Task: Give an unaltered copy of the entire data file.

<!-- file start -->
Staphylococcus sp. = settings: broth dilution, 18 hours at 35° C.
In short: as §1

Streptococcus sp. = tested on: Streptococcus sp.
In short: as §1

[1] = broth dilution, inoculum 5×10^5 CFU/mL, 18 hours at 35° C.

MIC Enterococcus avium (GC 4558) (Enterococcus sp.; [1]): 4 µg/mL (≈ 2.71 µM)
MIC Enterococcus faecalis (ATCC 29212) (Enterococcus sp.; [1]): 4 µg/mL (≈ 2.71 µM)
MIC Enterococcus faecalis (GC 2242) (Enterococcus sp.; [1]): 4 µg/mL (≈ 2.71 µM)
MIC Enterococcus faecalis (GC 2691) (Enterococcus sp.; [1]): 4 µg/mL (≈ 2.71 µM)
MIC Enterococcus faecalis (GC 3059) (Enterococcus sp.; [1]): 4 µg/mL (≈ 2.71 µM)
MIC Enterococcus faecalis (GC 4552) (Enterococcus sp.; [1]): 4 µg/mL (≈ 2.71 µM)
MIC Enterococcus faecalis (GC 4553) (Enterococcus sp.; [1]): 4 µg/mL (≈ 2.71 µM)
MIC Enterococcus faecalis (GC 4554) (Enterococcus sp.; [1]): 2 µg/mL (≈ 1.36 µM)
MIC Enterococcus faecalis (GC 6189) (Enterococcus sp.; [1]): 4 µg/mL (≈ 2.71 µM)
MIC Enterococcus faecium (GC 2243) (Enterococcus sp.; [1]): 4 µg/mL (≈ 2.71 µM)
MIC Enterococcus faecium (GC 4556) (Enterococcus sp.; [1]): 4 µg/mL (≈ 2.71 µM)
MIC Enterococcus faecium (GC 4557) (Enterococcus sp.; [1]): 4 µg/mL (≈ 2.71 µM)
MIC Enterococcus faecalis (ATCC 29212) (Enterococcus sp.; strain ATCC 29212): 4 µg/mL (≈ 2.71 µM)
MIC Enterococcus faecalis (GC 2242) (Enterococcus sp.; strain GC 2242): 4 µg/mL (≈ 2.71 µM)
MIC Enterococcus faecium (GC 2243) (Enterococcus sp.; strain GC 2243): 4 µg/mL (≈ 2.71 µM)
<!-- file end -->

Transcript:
Staphylococcus sp. = settings: broth dilution, 18 hours at 35° C.
In short: as §1

Streptococcus sp. = tested on: Streptococcus sp.
In short: as §1

[1] = broth dilution, inoculum 5×10^5 CFU/mL, 18 hours at 35° C.

MIC Enterococcus avium (GC 4558) (Enterococcus sp.; [1]): 4 µg/mL (≈ 2.71 µM)
MIC Enterococcus faecalis (ATCC 29212) (Enterococcus sp.; [1]): 4 µg/mL (≈ 2.71 µM)
MIC Enterococcus faecalis (GC 2242) (Enterococcus sp.; [1]): 4 µg/mL (≈ 2.71 µM)
MIC Enterococcus faecalis (GC 2691) (Enterococcus sp.; [1]): 4 µg/mL (≈ 2.71 µM)
MIC Enterococcus faecalis (GC 3059) (Enterococcus sp.; [1]): 4 µg/mL (≈ 2.71 µM)
MIC Enterococcus faecalis (GC 4552) (Enterococcus sp.; [1]): 4 µg/mL (≈ 2.71 µM)
MIC Enterococcus faecalis (GC 4553) (Enterococcus sp.; [1]): 4 µg/mL (≈ 2.71 µM)
MIC Enterococcus faecalis (GC 4554) (Enterococcus sp.; [1]): 2 µg/mL (≈ 1.36 µM)
MIC Enterococcus faecalis (GC 6189) (Enterococcus sp.; [1]): 4 µg/mL (≈ 2.71 µM)
MIC Enterococcus faecium (GC 2243) (Enterococcus sp.; [1]): 4 µg/mL (≈ 2.71 µM)
MIC Enterococcus faecium (GC 4556) (Enterococcus sp.; [1]): 4 µg/mL (≈ 2.71 µM)
MIC Enterococcus faecium (GC 4557) (Enterococcus sp.; [1]): 4 µg/mL (≈ 2.71 µM)
MIC Enterococcus faecalis (ATCC 29212) (Enterococcus sp.; strain ATCC 29212): 4 µg/mL (≈ 2.71 µM)
MIC Enterococcus faecalis (GC 2242) (Enterococcus sp.; strain GC 2242): 4 µg/mL (≈ 2.71 µM)
MIC Enterococcus faecium (GC 2243) (Enterococcus sp.; strain GC 2243): 4 µg/mL (≈ 2.71 µM)